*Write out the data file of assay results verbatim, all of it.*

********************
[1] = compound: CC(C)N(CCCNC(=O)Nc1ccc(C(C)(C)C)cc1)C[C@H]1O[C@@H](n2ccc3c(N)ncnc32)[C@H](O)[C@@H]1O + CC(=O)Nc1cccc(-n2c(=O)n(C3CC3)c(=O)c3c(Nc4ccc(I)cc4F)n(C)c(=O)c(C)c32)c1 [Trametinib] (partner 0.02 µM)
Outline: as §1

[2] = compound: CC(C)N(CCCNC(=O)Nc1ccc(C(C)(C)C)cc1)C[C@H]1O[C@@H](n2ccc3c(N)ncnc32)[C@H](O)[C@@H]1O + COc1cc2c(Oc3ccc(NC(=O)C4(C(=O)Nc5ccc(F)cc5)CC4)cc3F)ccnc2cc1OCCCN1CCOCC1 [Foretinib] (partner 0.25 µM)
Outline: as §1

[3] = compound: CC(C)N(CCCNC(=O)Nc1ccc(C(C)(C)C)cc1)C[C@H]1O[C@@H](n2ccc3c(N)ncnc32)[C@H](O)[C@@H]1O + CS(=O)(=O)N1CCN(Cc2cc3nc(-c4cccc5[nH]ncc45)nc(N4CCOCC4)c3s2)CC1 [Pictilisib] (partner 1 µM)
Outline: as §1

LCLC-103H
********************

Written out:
[1] = compound: CC(C)N(CCCNC(=O)Nc1ccc(C(C)(C)C)cc1)C[C@H]1O[C@@H](n2ccc3c(N)ncnc32)[C@H](O)[C@@H]1O + CC(=O)Nc1cccc(-n2c(=O)n(C3CC3)c(=O)c3c(Nc4ccc(I)cc4F)n(C)c(=O)c(C)c32)c1 [Trametinib] (partner 0.02 µM)
Outline: as §1

[2] = compound: CC(C)N(CCCNC(=O)Nc1ccc(C(C)(C)C)cc1)C[C@H]1O[C@@H](n2ccc3c(N)ncnc32)[C@H](O)[C@@H]1O + COc1cc2c(Oc3ccc(NC(=O)C4(C(=O)Nc5ccc(F)cc5)CC4)cc3F)ccnc2cc1OCCCN1CCOCC1 [Foretinib] (partner 0.25 µM)
Outline: as §1

[3] = compound: CC(C)N(CCCNC(=O)Nc1ccc(C(C)(C)C)cc1)C[C@H]1O[C@@H](n2ccc3c(N)ncnc32)[C@H](O)[C@@H]1O + CS(=O)(=O)N1CCN(Cc2cc3nc(-c4cccc5[nH]ncc45)nc(N4CCOCC4)c3s2)CC1 [Pictilisib] (partner 1 µM)
Outline: as §1

LCLC-103H